Shadow Business Secretary promotes opportunity and partnership in meetings with Hull business leaders
Business leaders ranging from major global employers to emerging entrepreneurs discussed renewables, digital development and the skills needed to drive the regeneration of the UK when they met shadow business secretary Jonathan Reynolds in Hull.
The head of one of East Yorkshire’s leading SMEs said his organisation is eager to see a change of government at the next general election having thrived under previous Labour governments and now feeling let down by empty promises of levelling up.
Gerard Toplass, another key figure as group CEO of The 55 Group, hosted the visit at the headquarters in the Old Town of Hull. He said he was impressed with Mr Reynolds’ commitment to work with businesses to rebuild Britain.
Accompanied by Hull West and Hessle MP Emma Hardy, Mr Reynolds welcomed nearly 20 corporate heavyweights and leaders of business organisations to a lunch and later returned to Bar 55 to meet some of the rising stars of the regional business community.
In between he visited Centres for Digital Innovation (C4DI), set up in Hull’s Fruit Market areas as a group of incubators to help tech companies grow and traditional businesses innovate.
Mr Reynolds said:
“I have one of the most interesting jobs in the shadow government, having the chance to visit any business in the country working on Labour’s economic policies.
“It’s been fantastic visiting Hull and you have so much to be proud of here with carbon capture and storage and companies working on technology to measure how people are heating their homes.
“My job is to listen and learn and try to put forward policies that will help. I can’t run people’s businesses for them but hopefully I can influence the business environment in which they work.”
He told the young entrepreneurs:
“You are going to live through a time of incredible change and incredible opportunity. You should not be nostalgic for the past but you should seek to want to make the most of the changes. Many of the big economic and social problems we face are the result of not handling change well.
“The deal that younger people in the UK have right now compared to previous generations is a far less attractive one. We need to engage with younger people in the political system and appeal for people of all ages to care about the political system.”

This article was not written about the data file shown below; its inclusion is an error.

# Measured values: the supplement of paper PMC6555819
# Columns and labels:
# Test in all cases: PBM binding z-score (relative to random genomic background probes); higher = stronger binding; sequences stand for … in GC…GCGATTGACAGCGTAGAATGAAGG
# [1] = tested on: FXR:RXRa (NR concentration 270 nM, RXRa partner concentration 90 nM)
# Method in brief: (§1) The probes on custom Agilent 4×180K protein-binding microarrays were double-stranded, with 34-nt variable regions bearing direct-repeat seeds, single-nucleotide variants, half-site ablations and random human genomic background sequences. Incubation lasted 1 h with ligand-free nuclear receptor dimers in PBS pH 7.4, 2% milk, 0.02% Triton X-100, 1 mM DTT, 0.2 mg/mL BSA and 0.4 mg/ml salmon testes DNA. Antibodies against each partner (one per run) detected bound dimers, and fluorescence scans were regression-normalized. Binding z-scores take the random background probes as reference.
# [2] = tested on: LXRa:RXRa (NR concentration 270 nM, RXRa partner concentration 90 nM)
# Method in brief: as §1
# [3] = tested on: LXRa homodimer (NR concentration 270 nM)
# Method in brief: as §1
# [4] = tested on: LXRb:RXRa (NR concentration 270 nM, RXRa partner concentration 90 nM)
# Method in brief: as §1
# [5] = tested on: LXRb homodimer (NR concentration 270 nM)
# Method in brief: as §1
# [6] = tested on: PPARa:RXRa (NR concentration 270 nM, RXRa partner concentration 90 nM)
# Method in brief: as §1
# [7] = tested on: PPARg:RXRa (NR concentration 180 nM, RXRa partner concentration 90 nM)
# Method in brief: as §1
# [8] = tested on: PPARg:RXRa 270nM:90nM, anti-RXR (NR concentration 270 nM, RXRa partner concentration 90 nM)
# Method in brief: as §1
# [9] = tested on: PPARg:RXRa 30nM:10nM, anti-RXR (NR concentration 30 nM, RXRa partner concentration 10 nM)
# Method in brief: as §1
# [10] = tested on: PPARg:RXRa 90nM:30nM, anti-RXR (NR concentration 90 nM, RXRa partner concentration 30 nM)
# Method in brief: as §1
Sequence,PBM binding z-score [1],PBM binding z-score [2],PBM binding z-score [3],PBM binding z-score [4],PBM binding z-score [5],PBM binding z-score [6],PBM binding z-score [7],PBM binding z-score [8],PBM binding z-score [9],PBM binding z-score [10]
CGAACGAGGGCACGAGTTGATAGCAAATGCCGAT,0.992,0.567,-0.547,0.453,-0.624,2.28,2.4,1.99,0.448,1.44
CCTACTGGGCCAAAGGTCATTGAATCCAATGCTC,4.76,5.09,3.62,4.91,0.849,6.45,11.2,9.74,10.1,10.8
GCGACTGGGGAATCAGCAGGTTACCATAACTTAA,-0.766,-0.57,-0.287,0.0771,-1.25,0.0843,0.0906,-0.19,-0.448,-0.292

In response to questions from Mike Ellis, managing director of performance marketing agency 43 Clicks North and Ash Wray, managing director of sustainability and energy efficiency consultants C3 Group, Mr Reynolds said support with meeting the costs of net zero is “a pressing issue” which will intensify.
“We get told time and time again by businesses that rather than support for net zero there are things in the way – the planning system or business rates. For smaller businesses it’s about removing the obstacles. There are some things that will require a government subsidy but the first thing is to remove the barriers.”
Mr Ellis said:
“You spend so much time building your business and learning about it that it’s rare to get the chance to step back and think about the bigger questions and what the government can do to help. Net zero is something we have to look at so to be able to discuss it with a potential future business secretary is a good opportunity.”
Mr Wray added: “Having like-minded people in the same room fosters more growth. Hull needs innovators and people who do what they say they are going to do, and that will provide undeniable proof of our place at the forefront of innovation in net zero.”
Mr Toplass said:
“I was impressed with what Jonny said about how he wants businesses to be working with an incoming Labour government rather than against them. That was very positive and I particularly liked what he said about skills and training, because the future of all sectors will be about having the right talent.
“It was great to see a real mix of younger people who have a real entrepreneurial spirit. When I was younger I always wanted to be around people who shared ideas around business and that’s happening now and flourishing again.”
Ms Hardy said feedback indicated the business audiences were ready to work with a Labour government.
“Jonny was genuinely blown away with C4DI and said he would love to see one in every city in the UK. We also looked at the new opportunities here – when the fishing industry ended there was not enough to replace it but now people are working offshore again with wind turbines and carbon capture.
“It’s a massive opportunity for the region and we can’t let it pass us by. To grasp it business needs certainty and investment but all they are getting is uncertainty and instability.
“Business leaders from the heads of major employers to the young entrepreneurs were really listening to Jonny, engaging with him about positive ideas and proposals and making it clear that they see Labour as a credible partner who they can work with to deliver growth.”